HBO GO is really, really poorly designed.

Oren Weingrod
4 min readOct 15, 2014


HBO made a platform to watch their entire catalogue of shows. So why does it suck?

In the past few weeks, I’ve finally gotten around to watching The Sopranos, David Chase’s early 20th century masterpiece. It’s a vicious, engrossing pastiche of mafia tropes and symbolism well-suited for a Faulknerian novel. HBO has produced some great shows over the years, and The Sopranos was arguably the first and most influential. It’s tailor made for binge-watching too, with its intricate storylines and wide ensemble cast. Hell, I’m watching an episode as I write this.

Unfortunately HBO GO, the only legal way to watch The Sopranos over the Internet, kind of sucks. While it is a very well-intentioned platform, HBO GO, sports some serious design flaws. Broadly, these issues fall into one of two categories: confusing interface features, or outright missing functionality. Now that HBO’s announced that you can get a streaming only suggestion, here are a couple of things the post-cable company might want to work on.

Confusing Interface

A still from HBO GO’s web interface.

Take a look at the screenshot above. Some of the options presented by the interface make sense. There is a play button — we’ve seen that before. There is an information radial button, which we can assume gives you information about the episode you’re watching (it does). There are buttons that activate subtitles, change the volume, and inform you on the quality of your connection.

But then there are the arrows. What, on first glance, would you assume the arrows do? I took it as an easy way to flip through episodes of a series — finish one episode and hit the arrow to quickly move on to the next. Try clicking on them, and you’ll be surprised when you are instead brought to a seemingly arbitrary title from HBO’s catalogue: the next item in your watchlist.

What is the watchlist you ask? Well, it’s a video playlist that you can populate by hitting the little plus-sign radial button underneath the play button. This list isn’t automatically updated — you have to manually select each episode you want to add. There is no easy way to move from one episode to the next, and the obvious choice provided by the interface (the two large arrows that always buttress the video) does not fulfill the task the user expects it to.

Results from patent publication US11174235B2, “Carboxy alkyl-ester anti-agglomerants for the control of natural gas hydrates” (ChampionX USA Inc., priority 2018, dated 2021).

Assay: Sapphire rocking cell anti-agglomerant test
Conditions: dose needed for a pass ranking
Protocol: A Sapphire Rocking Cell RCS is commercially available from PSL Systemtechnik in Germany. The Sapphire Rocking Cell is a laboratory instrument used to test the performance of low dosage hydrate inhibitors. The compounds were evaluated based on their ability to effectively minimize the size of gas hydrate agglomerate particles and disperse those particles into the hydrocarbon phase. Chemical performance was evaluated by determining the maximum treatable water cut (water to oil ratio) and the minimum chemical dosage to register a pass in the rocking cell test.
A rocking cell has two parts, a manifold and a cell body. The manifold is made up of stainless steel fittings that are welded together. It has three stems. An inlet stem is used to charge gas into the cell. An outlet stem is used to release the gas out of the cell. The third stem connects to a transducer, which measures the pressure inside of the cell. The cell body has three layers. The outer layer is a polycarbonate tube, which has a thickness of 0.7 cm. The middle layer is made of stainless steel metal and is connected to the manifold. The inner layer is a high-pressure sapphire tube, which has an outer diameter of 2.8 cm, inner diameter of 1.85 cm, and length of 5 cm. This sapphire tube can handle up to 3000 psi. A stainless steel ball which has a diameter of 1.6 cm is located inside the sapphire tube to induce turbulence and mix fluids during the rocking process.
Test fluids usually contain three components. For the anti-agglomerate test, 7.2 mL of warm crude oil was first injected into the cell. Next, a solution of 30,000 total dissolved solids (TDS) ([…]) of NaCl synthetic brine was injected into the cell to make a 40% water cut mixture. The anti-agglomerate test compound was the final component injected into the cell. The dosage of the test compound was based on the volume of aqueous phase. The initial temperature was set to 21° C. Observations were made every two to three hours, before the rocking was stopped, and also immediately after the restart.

And, as a side note — there is absolutely no reason the fullscreen button should placed above the playhead. I’ve accidentally skipped to the end of a video too many times. Why can’t it be next to, or below the end of the playhead, like any other video player in existence? Placing it above the playhead makes the user more prone to error — move too high and you pause the video, move too low and you skip to the end. With the fullscreen button placed on the side or below the playhead, this error is eliminated; the user can always aim low, since there is nothing below the video player that effects the playback of the video.

Missing Functionality

A closeup of the HBO GO playhead

Take a look at the playhead for the HBO GO video player. Why is there no way to get from the playhead to another episode within the series? The episode is already breadcrumbed out into a Show — Season — Episode format. Reasonably, one would think they could click on “Episode 9", and reach a list of episodes within “Season 6A”. But that doesn’t work.

There is no way to get from one episode of a TV show in HBO GO to another episode within that series.

If you decide to click out of the episode you were watching, you don’t get placed right back in that season. You’re redirected to the series page (and not close to the show your watching) and forced to find your show again, choose the correct season, and then finally choose your episode.

Let that sink in. In the current culture, television is consumed like a can of Pringles — an entire series at a time. This absence of common functionality is a clear refusal to acknowledge this trend. Quite simply, the HBO GO webapp makes it way too laborious to do anything related to consuming content.

Online services made for consumption should aid in the process of that consumption, not actively hinder it. If HBO wants to succeed in going subscription only with HBO GO, they need to seriously rethink their design decisions on the web. Eschewing trends isn’t the best idea if you want to attract and hold on to a lot of users. HBO would do well to make their service similar to more popular streaming sites (Netflix), and offer a fully featured interface that serves as an effortless go-between in the consumer-content relationship. As it stands now, the HBO Go web player is clunky, inefficient, and downright confusing to use. Let’s hope we see a change in the future.

Note: There is a lot more to be said about this, and I’ll update this piece when I have the time. Wanted to get this out while the HBO news was still fresh in the public’s mind.